Ford Europe's production chief John Fleming said Ford, unlike other volume manufacturers, has achieved a plant utilization of "almost 100 percent."
Ford added five extra shifts at its plant in Saarlouis, Germany, to cope with orders for the new Focus.
Ford has received more than 50,000 orders for the Focus since its launch last autumn.
Ford also has boosted the annual production capacity of its Russian plant near St. Petersburg to 40,000 units from 27,000. The new Ford will go into production there starting May.
However, Ford will not increase plant capacity any further. "We now have the size that we need," said Fleming.
Ford has restructured its European plants over the past four years and laid off 7,000 employees.
Fleming said last year Ford Europe built 1.72 million vehicles in its six plants. The plants are Cologne and Saarlouis in Germany; Valencia in Spain; Genk in Belgium; Istanbul in Turkey and St. Petersburg.
Fleming believes Ford's prospects for new-car sales in eastern and central Europe are good but says the automaker does not need a new plant in the region.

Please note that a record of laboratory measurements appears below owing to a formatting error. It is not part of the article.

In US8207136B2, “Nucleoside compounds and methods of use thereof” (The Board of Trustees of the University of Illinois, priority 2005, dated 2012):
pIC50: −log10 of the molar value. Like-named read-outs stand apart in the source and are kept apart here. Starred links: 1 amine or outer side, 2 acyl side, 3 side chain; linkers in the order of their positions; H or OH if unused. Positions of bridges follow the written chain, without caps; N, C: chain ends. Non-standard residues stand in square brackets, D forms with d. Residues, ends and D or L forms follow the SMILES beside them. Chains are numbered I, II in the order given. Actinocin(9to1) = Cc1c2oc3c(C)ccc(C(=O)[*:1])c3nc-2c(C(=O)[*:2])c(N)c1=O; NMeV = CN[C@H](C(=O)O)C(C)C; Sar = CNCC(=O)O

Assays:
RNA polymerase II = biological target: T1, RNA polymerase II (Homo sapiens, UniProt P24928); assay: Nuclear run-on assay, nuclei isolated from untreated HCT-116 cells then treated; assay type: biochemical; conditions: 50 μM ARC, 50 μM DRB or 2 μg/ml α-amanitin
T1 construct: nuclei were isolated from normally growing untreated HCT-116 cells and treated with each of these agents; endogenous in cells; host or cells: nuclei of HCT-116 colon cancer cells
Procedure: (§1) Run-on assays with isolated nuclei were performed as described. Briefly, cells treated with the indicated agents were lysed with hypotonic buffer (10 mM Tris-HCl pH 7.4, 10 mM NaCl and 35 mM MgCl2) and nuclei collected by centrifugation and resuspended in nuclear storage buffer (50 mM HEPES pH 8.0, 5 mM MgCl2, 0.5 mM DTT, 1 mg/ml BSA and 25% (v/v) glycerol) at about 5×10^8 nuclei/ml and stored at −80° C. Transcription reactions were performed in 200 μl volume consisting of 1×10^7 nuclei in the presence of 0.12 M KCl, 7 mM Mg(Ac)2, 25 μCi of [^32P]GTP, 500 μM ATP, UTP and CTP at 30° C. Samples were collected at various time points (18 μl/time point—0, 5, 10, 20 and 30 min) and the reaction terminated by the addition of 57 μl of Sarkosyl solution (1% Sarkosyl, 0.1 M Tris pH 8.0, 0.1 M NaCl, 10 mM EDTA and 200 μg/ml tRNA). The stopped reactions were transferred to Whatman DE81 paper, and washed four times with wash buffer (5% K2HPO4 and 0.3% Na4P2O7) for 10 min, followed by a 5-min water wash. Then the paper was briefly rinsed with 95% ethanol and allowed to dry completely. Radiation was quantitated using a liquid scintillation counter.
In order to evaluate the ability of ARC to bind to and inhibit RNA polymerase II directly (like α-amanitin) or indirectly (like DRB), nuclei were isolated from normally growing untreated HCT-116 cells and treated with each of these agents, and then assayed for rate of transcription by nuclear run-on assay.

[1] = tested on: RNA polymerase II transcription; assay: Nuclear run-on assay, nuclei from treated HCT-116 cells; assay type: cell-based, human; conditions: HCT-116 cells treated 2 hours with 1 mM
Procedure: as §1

He said eastern and central European markets could be supplied from Turkey and Ford's "highly productive" plants in western Europe.
The Cologne plant currently is at the top of Ford's internal productivity ranking, judged by assembly time per vehicle. Saarlouis is in second place and Genk is third.
Currently only the Mondeo is built in Genk, but the plant is being upgraded to build the new Galaxy large minivan in 2006 and the new Mondeo in 2007.
Production of a crossover minivan based on the SAV concept shown at Geneva auto show may also go to Genk, as early as this year.